An apology was requested. The Mirror reports Boris as saying… “I’m not retracting what I said. The point I made about what happened in Papua New Guinea 200 years ago is valid. I’m apologising for the offence caused – how about that?”

The Mirror also informed me that there is an elephant in Korea which is able to talk. The elephant speaks Korean. There may yet be a position for the elephant in a future Cameron administration – perhaps as a minder for Boris?

The Mirror got fairly worked up about Boris’s faux pas. This is what “The Voice of The Mirror” had to say:

9 September 2006

BORIS Johnson, the Billy Bunter of Tory politics, should be put on a slow boat to Papua New Guinea.

If this tub of lard thinks the country is populated by cannibals, at least he’d feed a family of four for a month.

His offensive remark exposed an unpleasant side of a toff who plays the buffoon but who is not a nice chap.

He had to say sorry to the people of Liverpool over accusations they wallowed in self-pity after the beheading of Ken Bigley in Iraq.

Now he’s had to apologise for the offence caused to a whole state.

If Labour’s squabbles hand the next election to the Tories, Johnson would be in the government.

Now…you just don’t get this degree of precision in the Independent or Guardian editorials.  I do think British polictics would be less interesting without Boris.  Pity that he isn’t a Labour voter…or, come to that… a Labour MP.

Chelsea tractors and other animals…..

I just happened to be standing outside The Bollo in Chiswick (another favourite place of contemplation) with Nick Jarrett-Kerr and Dr Friedrich Blase of EDGE International when Friedrich looked intently (in the manner which managements consultants do ) at a grotesque five seater SUV. I think it was a BMW. Friedrich is from Germany. His remark was precise. He remarked ‘What a large SUV’. This prompted Nick, who does an excellent Management Course: The Management of Professional Service Law Firms for The Legal Practitioner – available online to say “Ah…yes, Chelsea tractors…”

I can’t stand SUVs in London. Can’t see the point. Being a motorbike rider I only need to see one of these absurd vehicles being driven by a yummy mummy with two kids in the back – all three talking on their mobiles – to become very wary and give them a wide berth. Dr Friedrich asked for an explanation as to why they are called ‘Chelsea tractors.’ Nick gave him one – or should I say, rather more fittingly .. Nick explained why.

Of course, I did not just happen to be standing outside The Bollo with these two doyens of the international law consulting world – I had the pleasure of having lunch with them. As I had not seen anyone all morning, I may have talked too much. It was an enjoyable lunch. I had spaghetti bolognaise or, a fairly English version thereof – which is an excellent dish to eat when having a business lunch – the sauce goes everywhere. Dr Blase took a very pragmatic approach (Caesar salad) because he was wearing a pristine light blue shirt and had an important meeting to attend after lunch. Nick, who enjoyed a glass of Rioja, raised his eyebrows when he saw me drinking Diet Coke! I explained that I had much thoughtful work to do this afternoon and could not afford to be over refreshed while doing it. I also re-assured him that I would be drinking Rioja tonight at a special ‘gala night’ I am having at The Swan. We talked, not surprisingly, about management matters, law firms, recruitment policies. It was at this point, perhaps over stimulated by too many espressos and Silk Cut cigarettes, that I launched into my new one man show – “Charon on recruitment policies and why law firms are getting it wrong”. Nick smiled in an avuncular way. Of course, he knew what I was banging on about. He was managing partner at Bevan Ashford and has probably forgotten more about managing law firms than many managing partners know. At least Nick got something useful out of my peroration on a theme. I told him about Dan Hull’s excellent “What about clients?’ blog. This website is most interesting – and not just for managing partners.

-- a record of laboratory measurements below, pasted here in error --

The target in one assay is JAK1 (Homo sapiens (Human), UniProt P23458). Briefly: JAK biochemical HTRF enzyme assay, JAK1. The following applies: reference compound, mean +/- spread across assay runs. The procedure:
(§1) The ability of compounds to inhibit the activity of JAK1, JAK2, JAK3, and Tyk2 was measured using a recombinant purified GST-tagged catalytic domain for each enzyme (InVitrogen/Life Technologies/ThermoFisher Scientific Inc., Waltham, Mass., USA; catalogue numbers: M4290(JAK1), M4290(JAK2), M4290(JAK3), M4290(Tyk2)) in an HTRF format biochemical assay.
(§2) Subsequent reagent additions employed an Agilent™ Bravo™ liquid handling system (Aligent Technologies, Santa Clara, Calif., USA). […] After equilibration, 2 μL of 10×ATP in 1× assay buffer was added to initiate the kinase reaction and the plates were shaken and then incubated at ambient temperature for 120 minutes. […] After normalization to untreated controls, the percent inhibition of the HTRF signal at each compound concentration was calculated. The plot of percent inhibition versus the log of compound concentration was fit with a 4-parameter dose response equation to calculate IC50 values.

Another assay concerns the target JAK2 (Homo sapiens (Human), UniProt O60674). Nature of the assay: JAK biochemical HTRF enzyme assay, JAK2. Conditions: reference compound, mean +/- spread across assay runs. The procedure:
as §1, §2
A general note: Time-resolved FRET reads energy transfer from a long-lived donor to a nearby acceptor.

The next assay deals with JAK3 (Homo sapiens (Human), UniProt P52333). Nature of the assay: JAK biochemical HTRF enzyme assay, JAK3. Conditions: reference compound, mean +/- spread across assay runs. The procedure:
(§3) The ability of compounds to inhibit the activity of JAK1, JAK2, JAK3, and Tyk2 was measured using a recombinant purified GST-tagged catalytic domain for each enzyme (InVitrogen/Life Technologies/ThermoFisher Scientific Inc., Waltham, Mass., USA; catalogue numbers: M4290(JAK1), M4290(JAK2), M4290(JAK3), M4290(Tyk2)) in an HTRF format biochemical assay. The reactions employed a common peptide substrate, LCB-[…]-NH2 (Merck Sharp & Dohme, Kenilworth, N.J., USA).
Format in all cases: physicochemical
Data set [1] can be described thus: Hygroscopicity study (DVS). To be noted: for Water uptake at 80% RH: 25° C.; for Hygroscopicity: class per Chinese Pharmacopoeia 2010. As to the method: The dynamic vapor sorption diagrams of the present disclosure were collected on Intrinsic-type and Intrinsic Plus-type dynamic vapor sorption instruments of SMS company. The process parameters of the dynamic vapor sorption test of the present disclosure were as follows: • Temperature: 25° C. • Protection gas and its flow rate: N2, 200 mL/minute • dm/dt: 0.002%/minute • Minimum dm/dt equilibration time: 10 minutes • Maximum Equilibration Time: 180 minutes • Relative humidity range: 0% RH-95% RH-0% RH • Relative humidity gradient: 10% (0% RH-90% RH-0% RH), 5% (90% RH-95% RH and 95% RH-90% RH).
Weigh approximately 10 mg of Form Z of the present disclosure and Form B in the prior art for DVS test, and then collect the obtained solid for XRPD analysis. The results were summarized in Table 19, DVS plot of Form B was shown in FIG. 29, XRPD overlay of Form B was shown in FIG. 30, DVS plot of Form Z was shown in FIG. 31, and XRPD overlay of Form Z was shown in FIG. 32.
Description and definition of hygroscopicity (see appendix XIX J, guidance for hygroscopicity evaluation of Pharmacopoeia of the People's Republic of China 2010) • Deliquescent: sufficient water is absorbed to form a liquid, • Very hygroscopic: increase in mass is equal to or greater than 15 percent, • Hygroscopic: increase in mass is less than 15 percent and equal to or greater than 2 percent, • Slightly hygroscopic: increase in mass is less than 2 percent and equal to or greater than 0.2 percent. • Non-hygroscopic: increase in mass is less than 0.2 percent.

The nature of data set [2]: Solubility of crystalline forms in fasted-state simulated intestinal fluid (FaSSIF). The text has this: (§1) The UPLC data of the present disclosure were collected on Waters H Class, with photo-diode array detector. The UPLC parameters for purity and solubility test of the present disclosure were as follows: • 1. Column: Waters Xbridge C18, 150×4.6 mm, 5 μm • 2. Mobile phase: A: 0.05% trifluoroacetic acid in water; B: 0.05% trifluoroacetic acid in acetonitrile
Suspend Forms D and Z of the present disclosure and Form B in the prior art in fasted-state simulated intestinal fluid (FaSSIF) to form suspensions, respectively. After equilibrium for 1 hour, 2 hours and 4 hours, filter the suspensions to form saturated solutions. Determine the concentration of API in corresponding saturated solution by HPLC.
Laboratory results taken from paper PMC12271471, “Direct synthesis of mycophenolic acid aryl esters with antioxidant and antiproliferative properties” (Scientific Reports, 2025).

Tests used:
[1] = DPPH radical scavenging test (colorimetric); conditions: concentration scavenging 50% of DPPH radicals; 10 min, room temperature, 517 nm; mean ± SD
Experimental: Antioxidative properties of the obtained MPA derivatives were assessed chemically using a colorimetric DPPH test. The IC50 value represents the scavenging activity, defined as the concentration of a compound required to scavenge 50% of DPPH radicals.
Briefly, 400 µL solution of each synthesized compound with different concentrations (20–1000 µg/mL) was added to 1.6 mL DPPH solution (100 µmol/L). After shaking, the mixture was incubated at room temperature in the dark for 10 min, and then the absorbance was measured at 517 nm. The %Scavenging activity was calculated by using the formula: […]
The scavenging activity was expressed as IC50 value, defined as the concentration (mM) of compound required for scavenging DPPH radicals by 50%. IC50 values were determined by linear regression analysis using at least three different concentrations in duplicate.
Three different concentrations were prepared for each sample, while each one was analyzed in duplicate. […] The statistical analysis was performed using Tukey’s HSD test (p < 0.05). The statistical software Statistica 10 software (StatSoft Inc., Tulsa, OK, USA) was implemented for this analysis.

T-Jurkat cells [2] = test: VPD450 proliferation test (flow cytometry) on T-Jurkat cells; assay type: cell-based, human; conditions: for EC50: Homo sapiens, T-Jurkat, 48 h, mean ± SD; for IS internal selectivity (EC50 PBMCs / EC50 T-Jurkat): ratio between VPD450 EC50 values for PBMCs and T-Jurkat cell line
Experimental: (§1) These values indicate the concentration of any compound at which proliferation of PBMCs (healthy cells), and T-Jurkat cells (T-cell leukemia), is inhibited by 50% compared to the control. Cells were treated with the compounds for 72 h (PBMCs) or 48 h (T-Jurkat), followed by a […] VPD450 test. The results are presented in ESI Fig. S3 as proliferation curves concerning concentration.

Anyway…back to SUVs. I am pleased that the vehicles and the drivers are held up to villification and amused contempt by most Londoners. There is absolutely no excuse to drive around in such a vehicle in London. There is rarely a need, in London, to engage 4 x 4 traction, drive over ruined buildings – our roads are in a reasonable state of repair – or pull a plough behind the vehicle. I want Ken Livingstone to tax them to the hilt and would be quite happy to see the drivers of such vehicles served with ASBOs on grounds of bad taste. Have you seen the Porsche 4×4 SUV? Astonishing that anyone could be so lacking in taste and common sense to even think of buying such a monstrosity, let alone being happy to be seen driving one. Porsche 911? Fine… no problem – unless you are over 40 and are trying to look cool. Better to accept the onset of the best years of one’s life with grace than to start wearing combat trousers, trainers, camoflage tops and Police sunglasses and drive slowly down Chiswick High Street. Better, by far, to get a huge motorbike – but no leather chaps, please, chaps!